Canadian Joshua Cockerill may not be a native to Chicago, but the accumulated memories from his previous visits are enough for him to return and spread his music there.
“This will be my first show in Chicago, although I have visited the city before and fell in love instantly,” he reveals. “I have fond memories of the Lincoln Park zoo, eating tamales sold to me by a traveling vendor in hole-in-the-wall bars and a free open air Bonnie Prince Billy concert in Millennium Park.”
Cockerill will be playing at Bird’s Nest Bar tomorrow (Oct. 5). Ringleader of the band Animal Parts (which, according to Cockerill, signifies “the exercise in the themes of love and loss and explor[ing] the ups and downs that come with essentially being an animal”), which first began under his own name, Cockerill transitioned into a serious musician after moving to Toronto at 18.
“I was stepping into a new world that has, over the years, opened my mind,” he says, now 24. “I immediately met large groups of like-minded people who have had an enormous impact on the music I ended up making. I cut my teeth playing basement bars to rooms packed, at a time when it felt as though the alternative country movement in the city had some real magic and momentum. Those experiences were invaluable. Also, I am as influenced by writing as I am by music. Toronto has a rich history of tremendous writers. Many of those important voices I only discovered once having moved to the city; others I only began to fully understand once I had walked down the streets over which they had lamented. I've had the name ‘Animal Parts’ kicking around for some time. It always seemed to me a good explanation of what I do; as a songwriter, I live a bit of an emotional roller-coaster.”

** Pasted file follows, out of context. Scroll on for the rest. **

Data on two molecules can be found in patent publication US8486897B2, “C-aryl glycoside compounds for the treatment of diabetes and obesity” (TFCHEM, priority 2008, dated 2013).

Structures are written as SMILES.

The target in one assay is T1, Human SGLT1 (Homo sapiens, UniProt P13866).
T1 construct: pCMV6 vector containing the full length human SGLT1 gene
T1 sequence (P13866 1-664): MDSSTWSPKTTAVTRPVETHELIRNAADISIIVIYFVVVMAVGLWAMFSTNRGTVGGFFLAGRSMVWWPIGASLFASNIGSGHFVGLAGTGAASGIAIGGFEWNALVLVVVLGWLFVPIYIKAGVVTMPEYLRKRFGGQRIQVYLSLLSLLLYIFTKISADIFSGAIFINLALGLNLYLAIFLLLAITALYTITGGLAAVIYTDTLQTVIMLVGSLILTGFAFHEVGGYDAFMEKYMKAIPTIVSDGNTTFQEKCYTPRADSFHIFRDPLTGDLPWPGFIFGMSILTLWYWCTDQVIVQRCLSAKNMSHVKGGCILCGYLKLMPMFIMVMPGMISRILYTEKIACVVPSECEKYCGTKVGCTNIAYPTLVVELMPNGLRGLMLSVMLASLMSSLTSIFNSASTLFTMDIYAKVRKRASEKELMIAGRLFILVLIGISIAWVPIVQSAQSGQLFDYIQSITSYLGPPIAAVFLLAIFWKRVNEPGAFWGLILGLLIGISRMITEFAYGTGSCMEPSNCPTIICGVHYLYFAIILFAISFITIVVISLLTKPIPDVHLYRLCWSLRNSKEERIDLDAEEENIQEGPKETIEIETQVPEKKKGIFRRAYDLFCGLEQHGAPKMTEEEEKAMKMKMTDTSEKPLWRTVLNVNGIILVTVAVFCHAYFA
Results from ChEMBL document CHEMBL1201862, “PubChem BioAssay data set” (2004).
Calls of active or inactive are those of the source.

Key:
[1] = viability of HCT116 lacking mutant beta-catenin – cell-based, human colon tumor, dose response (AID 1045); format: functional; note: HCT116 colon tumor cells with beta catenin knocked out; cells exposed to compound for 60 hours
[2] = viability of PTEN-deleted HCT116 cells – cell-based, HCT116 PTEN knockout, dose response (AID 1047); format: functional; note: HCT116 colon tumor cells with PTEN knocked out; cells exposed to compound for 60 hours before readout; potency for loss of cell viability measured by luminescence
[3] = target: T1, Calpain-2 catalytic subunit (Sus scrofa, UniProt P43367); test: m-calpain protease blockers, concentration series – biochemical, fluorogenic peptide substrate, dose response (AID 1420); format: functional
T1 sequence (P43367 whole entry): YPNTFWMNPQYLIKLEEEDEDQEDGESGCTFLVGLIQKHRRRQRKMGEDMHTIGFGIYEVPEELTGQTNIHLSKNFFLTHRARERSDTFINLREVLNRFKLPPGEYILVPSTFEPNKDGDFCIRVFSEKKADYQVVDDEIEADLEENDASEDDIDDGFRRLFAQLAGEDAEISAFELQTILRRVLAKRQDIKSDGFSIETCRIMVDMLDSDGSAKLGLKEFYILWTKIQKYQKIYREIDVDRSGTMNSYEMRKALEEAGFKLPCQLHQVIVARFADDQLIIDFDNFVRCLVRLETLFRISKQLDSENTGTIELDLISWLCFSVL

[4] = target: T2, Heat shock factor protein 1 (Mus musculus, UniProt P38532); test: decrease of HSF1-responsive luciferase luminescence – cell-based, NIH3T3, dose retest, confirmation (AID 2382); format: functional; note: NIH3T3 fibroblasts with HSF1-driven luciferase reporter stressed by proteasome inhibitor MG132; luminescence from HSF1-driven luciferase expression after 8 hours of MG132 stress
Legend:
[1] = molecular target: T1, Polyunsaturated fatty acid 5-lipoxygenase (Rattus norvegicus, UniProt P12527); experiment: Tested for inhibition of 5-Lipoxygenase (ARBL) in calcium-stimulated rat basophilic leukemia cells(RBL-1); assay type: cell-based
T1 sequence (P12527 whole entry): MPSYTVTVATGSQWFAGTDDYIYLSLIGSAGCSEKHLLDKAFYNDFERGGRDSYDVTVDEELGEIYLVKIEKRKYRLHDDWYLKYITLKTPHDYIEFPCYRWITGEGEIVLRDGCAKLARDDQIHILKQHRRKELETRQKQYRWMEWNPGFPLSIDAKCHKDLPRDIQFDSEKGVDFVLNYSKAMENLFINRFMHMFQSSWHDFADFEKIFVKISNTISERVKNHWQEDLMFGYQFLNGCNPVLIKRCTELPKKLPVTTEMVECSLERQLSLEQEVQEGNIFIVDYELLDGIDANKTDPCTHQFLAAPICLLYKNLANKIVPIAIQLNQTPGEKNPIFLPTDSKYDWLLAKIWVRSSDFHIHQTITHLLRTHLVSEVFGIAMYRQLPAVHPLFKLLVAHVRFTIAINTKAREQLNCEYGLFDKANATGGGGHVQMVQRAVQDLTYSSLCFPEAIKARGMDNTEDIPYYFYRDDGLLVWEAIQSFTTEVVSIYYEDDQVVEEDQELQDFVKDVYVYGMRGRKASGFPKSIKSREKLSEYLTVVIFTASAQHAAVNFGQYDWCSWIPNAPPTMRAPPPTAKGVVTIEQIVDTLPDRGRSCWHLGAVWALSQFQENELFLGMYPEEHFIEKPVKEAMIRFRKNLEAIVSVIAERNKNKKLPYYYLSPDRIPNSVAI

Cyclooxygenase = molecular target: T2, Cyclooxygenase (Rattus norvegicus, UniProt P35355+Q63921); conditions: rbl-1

The leg of this American tour is strictly Cockerill, but the effect will be like a full band.
“I find performing [solo] liberating and open to surprises,” he explains. “Also, I'm touring with an electric guitar which allows me to interpret the music in different ways. I will be performing a lot of new material that I have written since recording the album. With those songs I've pushed myself to do things I've never done before. So saying, you will hear all sorts of different songs as I try not to leave any stones unturned.”
Animal Parts’ self-titled album was released at the end of August and expresses content at a particular level of vulnerability.
“We are always at the mercy of our primal instincts, or, in other words, our inner animal,” Cockerill states. “Within those conflicts, it’s natural to feel yourself pulled in diverging directions by different parts of your being. Growing as a human isn’t (and shouldn’t) be a comfortable process. The recording process was quite raw and streamlined, and that comes out in the final product. Although the songs are based on the theme of love/loss, they are not confessional. I hope the audience can identify with the struggles and ultimately find comfort.”
Along with touring, Cockerill is representing support for songwriter Jason Molina, whose work includes, but is not limited to Songs: Ohia andMagnolia Electric Co.
“He’s been in and out of hospitals for the better part of three years,” Cockerill says. “I do my best to bring awareness and support to his cause. The song I wrote is called “The Grey Owl Call,” and I've dedicated it to his well-being at every show I've played on the tour [Read about Jason here].
The show tomorrow starts at 9 p.m. and is for ages 21 and up. Visit Bird’s Nest Bar’s Facebook page here for more information.